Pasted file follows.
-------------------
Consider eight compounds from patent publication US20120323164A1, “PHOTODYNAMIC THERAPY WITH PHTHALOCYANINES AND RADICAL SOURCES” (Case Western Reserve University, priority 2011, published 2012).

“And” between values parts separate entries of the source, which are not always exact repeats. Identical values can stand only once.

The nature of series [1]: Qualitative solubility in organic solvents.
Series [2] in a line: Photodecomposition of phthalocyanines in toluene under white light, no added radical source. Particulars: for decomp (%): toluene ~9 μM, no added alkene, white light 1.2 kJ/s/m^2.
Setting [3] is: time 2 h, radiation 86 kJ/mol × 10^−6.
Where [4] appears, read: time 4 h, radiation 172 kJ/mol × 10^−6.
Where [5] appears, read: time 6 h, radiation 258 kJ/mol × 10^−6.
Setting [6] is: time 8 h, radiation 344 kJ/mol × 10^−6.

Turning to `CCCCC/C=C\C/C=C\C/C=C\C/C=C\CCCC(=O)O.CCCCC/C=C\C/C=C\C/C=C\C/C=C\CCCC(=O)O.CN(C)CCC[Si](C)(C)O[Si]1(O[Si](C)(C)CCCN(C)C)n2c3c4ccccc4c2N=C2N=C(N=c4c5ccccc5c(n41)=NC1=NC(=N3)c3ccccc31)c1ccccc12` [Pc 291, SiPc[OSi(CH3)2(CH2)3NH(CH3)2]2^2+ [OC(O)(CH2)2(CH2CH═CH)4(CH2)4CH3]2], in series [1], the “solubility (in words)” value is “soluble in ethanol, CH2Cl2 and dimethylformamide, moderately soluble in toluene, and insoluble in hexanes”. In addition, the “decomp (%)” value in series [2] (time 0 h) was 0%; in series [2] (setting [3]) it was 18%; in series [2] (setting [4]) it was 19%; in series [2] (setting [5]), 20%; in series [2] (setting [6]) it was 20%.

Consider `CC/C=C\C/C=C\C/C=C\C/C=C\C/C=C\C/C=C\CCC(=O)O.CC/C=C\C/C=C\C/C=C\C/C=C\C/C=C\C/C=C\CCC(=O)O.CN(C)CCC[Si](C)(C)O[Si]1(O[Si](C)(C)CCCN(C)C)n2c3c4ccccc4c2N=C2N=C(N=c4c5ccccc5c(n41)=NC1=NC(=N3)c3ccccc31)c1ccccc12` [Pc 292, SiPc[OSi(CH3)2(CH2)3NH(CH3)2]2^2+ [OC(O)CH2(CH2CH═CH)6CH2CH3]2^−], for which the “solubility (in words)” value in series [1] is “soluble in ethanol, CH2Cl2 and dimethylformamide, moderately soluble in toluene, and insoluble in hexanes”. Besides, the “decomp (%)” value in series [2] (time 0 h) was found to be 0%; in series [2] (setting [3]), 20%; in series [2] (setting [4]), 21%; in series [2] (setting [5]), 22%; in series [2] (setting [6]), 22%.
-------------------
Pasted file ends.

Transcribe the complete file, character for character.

Consider eight compounds from patent publication US20120323164A1, “PHOTODYNAMIC THERAPY WITH PHTHALOCYANINES AND RADICAL SOURCES” (Case Western Reserve University, priority 2011, published 2012).

“And” between values parts separate entries of the source, which are not always exact repeats. Identical values can stand only once.

The nature of series [1]: Qualitative solubility in organic solvents.
Series [2] in a line: Photodecomposition of phthalocyanines in toluene under white light, no added radical source. Particulars: for decomp (%): toluene ~9 μM, no added alkene, white light 1.2 kJ/s/m^2.
Setting [3] is: time 2 h, radiation 86 kJ/mol × 10^−6.
Where [4] appears, read: time 4 h, radiation 172 kJ/mol × 10^−6.
Where [5] appears, read: time 6 h, radiation 258 kJ/mol × 10^−6.
Setting [6] is: time 8 h, radiation 344 kJ/mol × 10^−6.

Turning to `CCCCC/C=C\C/C=C\C/C=C\C/C=C\CCCC(=O)O.CCCCC/C=C\C/C=C\C/C=C\C/C=C\CCCC(=O)O.CN(C)CCC[Si](C)(C)O[Si]1(O[Si](C)(C)CCCN(C)C)n2c3c4ccccc4c2N=C2N=C(N=c4c5ccccc5c(n41)=NC1=NC(=N3)c3ccccc31)c1ccccc12` [Pc 291, SiPc[OSi(CH3)2(CH2)3NH(CH3)2]2^2+ [OC(O)(CH2)2(CH2CH═CH)4(CH2)4CH3]2], in series [1], the “solubility (in words)” value is “soluble in ethanol, CH2Cl2 and dimethylformamide, moderately soluble in toluene, and insoluble in hexanes”. In addition, the “decomp (%)” value in series [2] (time 0 h) was 0%; in series [2] (setting [3]) it was 18%; in series [2] (setting [4]) it was 19%; in series [2] (setting [5]), 20%; in series [2] (setting [6]) it was 20%.

Consider `CC/C=C\C/C=C\C/C=C\C/C=C\C/C=C\C/C=C\CCC(=O)O.CC/C=C\C/C=C\C/C=C\C/C=C\C/C=C\C/C=C\CCC(=O)O.CN(C)CCC[Si](C)(C)O[Si]1(O[Si](C)(C)CCCN(C)C)n2c3c4ccccc4c2N=C2N=C(N=c4c5ccccc5c(n41)=NC1=NC(=N3)c3ccccc31)c1ccccc12` [Pc 292, SiPc[OSi(CH3)2(CH2)3NH(CH3)2]2^2+ [OC(O)CH2(CH2CH═CH)6CH2CH3]2^−], for which the “solubility (in words)” value in series [1] is “soluble in ethanol, CH2Cl2 and dimethylformamide, moderately soluble in toluene, and insoluble in hexanes”. Besides, the “decomp (%)” value in series [2] (time 0 h) was found to be 0%; in series [2] (setting [3]), 20%; in series [2] (setting [4]), 21%; in series [2] (setting [5]), 22%; in series [2] (setting [6]), 22%.